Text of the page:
It might be the government’s wish to have Local Government Elections (LGE) in December of this year, but that depends on the readiness of the election body and the amendment of certain laws to make the long overdue process a reality.
Minister of Communities Ronald Bulkan reiterated to media operatives Thursday August 13 that the Guyana Elections Commission (GECOM) has communicated that they are in a position to hold LGE in early December when an update was requested.
However GECOM has noted that there are matters to be resolved outside of its domain, if LGE is to be held. GECOM Chairman Dr. Steve Surujbally told Demerara Waves that LGE is possible in December, but there are those who make the laws.
According to him there are legal matters to be addressed such as training, how long the claims and objections period should last. These matters, Surujbally believes are already with the Legal Affairs Ministry. Outside of this there is the matter of demarcation, which Surubally believes will come under scrutiny by the opposition.
With these outstanding matters and LGE date only four months away, Surujbally suggested that there be no speculation, when it was suggested to him that LGE might not be held this year.
Minister Bulkan stated during his press conference that those issues mentioned by GECOM are “actively being addressed.” The minister said that there is no expectation that they (issues) will not be resolved or addressed that could cause any delay.”
Bulkan said GECOM’s last official word on LGE, “Is that the Commission will be having its next statutory meeting on the 18 August; (next Tuesday), they are expected to ratify and make a formal decision to go ahead with all activities with the holding of these elections.”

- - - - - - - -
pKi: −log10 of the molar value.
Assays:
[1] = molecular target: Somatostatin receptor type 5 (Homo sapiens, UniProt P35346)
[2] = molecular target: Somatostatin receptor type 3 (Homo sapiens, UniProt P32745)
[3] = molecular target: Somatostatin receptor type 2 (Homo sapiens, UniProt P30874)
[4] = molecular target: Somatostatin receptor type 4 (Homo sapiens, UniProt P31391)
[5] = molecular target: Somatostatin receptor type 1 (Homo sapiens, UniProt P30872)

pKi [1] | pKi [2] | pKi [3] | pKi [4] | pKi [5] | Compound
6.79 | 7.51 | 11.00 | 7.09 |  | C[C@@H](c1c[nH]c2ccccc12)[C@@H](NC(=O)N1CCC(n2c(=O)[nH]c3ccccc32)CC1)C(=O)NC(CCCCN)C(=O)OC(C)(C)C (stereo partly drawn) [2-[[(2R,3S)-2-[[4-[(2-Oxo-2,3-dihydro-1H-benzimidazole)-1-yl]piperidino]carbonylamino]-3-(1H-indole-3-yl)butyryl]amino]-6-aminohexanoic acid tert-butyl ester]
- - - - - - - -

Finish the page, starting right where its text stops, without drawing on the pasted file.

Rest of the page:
“At the level of the Secretariat, they are comfortable, confident that they have the capacity to ensure -that subject to the formal decision of the Commission- to go ahead commencing all of these activities so LGE could be held within the timeframe being announced.”
LGE is said to be the process that gives power to local communities and it has not been held in more than two decades. Former President Donald Ramotar had refused to sign what was considered that most important piece of legislation to reform the LGE process.
Since the last local polls were held in 1994, the local government systemin many communities has virtually collapsed due to death, migration and resignation of elected officials. In some cases, local organs have been mismanaged or starved of funds resulting in poor drainage, sanitation, roads and bridges.
That had cancelled the LGE promised by the former administration last year. The Local Government (Amendment) Bill was however passed in the Parliament recently, in the absence of the former administration, now occupying opposition chairs.